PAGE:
Package Information Architecture
When designing any type of packaging for a product, you are faced with the same questions every time you approach a new project:
- What information should be included?
- What needs to be included?
- How do I lay out the content?
- How will the consumers use it to make their buying decision?
Information architecture is the system of organizing and structuring data and content. The role of thoughtful architecture in package design is important to ensure the essential pieces of information to sell products are in place. Think barcodes, UPCs, or even ingredient lists and nutritional facts if your products are food and beverage related. Creating a fundamental system for your brand’s information architecture helps you answer these questions quickly and effectively so that you can move on to the fun part – design.
Information architecture is found in every industry, and for good reason. Without the consistency of organizing information, chaos would reign. One prime example of information architecture is the Dewey Decimal system in our libraries. Thanks to its universal adoption, you can walk into nearly any library and easily find the information you seek on just about any topic. The same concept applies to things like building plans, pharmaceutical dosages and HTML code for websites.
What’s the big deal?
The ease in which you move through your daily life is thanks in part to information architecture. Shopping experiences are easier when branding and relevant information is easy to navigate. Discerning buyers will quickly engage and know what’s needed to make split-second purchasing decisions. It’s Taco Tuesday but the cupboards are bare in your house. Before you know it, you’re standing in your local grocery store. Hard shell vs soft shell? Corn vs wheat tortillas? Hot vs mild salsa? These are all decisions you make quickly and easily because forthought on your anticipated needs drove what was necessary front and center on the product packaging.
First Things First
The first step in creating your information architecture system is identifying key pieces of data needed to complete the project.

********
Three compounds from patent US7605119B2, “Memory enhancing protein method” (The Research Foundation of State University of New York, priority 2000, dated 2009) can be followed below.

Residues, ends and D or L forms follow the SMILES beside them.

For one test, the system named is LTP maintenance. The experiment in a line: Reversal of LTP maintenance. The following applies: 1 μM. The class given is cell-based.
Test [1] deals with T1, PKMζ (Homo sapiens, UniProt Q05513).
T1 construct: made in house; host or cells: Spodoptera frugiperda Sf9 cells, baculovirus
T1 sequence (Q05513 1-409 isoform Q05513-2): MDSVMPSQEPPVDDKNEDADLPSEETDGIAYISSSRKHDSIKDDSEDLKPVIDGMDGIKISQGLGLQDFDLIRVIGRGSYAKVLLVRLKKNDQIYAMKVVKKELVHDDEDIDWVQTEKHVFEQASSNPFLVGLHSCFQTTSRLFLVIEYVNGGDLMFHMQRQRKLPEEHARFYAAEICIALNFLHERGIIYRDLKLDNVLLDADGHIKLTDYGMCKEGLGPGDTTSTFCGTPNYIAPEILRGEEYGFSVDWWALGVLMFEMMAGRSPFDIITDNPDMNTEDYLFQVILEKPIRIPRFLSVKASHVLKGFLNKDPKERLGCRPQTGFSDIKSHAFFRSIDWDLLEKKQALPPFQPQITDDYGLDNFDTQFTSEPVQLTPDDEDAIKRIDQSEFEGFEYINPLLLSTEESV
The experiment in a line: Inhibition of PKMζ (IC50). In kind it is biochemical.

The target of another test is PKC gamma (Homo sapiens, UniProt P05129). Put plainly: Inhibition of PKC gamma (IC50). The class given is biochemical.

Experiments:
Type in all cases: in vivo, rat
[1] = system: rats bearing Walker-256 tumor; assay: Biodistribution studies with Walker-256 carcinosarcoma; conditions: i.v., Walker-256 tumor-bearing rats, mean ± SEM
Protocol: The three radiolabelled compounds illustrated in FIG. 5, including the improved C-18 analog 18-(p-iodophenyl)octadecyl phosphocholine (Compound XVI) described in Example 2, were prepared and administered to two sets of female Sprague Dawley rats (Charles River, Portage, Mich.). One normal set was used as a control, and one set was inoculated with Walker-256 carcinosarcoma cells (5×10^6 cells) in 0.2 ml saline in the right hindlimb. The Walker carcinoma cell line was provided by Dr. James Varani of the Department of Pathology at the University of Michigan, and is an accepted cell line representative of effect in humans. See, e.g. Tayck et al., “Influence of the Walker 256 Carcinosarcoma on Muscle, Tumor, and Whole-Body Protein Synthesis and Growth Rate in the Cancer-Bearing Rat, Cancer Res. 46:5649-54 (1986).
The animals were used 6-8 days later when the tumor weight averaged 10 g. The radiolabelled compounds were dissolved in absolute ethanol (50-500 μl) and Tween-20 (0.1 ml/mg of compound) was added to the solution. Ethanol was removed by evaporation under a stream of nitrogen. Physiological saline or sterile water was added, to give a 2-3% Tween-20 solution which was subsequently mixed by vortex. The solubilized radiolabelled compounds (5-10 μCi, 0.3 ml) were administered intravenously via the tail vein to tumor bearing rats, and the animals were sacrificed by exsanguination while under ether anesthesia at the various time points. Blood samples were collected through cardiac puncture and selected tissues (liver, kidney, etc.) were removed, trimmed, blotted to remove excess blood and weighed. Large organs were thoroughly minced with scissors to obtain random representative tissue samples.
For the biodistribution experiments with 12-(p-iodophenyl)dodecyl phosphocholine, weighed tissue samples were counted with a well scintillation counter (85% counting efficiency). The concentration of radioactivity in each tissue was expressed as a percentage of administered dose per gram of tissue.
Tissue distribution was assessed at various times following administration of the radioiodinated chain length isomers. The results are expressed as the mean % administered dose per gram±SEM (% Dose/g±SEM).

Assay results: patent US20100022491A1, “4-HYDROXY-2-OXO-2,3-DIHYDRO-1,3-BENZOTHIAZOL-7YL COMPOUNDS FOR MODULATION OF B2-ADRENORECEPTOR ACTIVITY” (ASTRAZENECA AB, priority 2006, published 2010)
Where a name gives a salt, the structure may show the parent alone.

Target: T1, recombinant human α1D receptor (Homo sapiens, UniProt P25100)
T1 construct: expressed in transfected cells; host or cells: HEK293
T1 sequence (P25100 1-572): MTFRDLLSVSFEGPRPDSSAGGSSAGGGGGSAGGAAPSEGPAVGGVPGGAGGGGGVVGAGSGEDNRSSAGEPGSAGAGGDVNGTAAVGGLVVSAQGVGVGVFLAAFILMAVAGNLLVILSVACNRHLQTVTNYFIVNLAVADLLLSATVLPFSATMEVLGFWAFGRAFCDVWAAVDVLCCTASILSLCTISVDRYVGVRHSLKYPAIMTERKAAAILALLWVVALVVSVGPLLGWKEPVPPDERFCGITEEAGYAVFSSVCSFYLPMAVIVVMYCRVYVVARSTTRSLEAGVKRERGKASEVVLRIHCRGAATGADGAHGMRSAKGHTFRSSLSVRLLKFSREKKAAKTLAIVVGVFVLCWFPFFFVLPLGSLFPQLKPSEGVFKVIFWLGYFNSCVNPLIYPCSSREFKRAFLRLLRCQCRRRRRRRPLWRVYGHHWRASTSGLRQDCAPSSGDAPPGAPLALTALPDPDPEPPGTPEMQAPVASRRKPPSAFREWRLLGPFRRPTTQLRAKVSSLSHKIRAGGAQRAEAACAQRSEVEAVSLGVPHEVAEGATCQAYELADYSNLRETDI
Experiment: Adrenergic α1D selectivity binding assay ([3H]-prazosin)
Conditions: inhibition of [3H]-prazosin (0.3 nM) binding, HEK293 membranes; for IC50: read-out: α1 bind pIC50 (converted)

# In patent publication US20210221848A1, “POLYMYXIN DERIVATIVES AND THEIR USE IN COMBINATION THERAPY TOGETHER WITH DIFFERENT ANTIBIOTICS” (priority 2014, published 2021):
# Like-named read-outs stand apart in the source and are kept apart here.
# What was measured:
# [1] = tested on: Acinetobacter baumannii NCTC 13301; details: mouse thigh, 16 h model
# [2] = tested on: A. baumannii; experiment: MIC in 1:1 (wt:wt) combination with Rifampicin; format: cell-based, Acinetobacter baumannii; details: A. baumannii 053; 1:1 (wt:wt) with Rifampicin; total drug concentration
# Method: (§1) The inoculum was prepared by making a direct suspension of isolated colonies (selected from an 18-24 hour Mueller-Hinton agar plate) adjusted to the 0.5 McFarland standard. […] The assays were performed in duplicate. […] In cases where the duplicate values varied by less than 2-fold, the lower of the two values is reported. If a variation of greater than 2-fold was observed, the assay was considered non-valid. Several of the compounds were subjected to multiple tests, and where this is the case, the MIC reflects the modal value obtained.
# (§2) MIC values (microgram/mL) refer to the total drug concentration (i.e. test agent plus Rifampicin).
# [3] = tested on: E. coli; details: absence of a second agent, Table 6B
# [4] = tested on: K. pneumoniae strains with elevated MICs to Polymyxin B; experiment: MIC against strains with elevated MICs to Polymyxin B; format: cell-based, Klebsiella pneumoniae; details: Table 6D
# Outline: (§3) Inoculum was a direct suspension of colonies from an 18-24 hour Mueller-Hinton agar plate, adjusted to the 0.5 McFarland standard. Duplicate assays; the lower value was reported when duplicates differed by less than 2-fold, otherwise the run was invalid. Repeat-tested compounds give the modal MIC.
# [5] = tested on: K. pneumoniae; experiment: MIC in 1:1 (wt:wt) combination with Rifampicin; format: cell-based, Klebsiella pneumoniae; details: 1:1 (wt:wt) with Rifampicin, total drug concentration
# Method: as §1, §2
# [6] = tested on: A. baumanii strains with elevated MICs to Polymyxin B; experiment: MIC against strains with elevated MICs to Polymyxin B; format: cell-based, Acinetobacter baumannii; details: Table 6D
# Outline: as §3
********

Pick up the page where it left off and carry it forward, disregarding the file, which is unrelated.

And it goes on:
How to Get Started
Knowing what your industry’s requirements are, is essential for insuring you get your elements right the first time. Food is different than cosmetics which differs from craft beer, but they all share some characteristics. Understanding what is required will save you time and money. A few key elements to consider would be:
- Product type and variation
- UPC and barcode
- Product specifics like size, weight, contents, etc.
What information will help in making the sale?
The role of packaging is to sell your product so don’t miss the opportunity to entice consumers with the why to buy your creation.
- Call to action
- Promotional offers
What information should be left out?
Packaging design has many limitations. Establishing what does not need to be included is just as important as what does. Less is definitely more when you have little real estate to work with for instance for some product types the following is superfluous:
- Expiration date
- Date of manufacture
- Source of ingredients
Building a Hierarchy
Lastly, in determining your packaging information architecture, decide what is most important and set up a tiered system to help determine priority and placement. When working with your design team, knowing what is most important to you will help you avoid any miscommunications from the beginning. For instance, if the fact that your products are “100% all natural and hand-crafted” is your biggest selling point then it should be at the top of the hierarchy right after your brand name.
Need a little assistance when it comes to your package information architecture decision-making? The team at B&B Print Source can help, taking the guess work out of your next packaging project.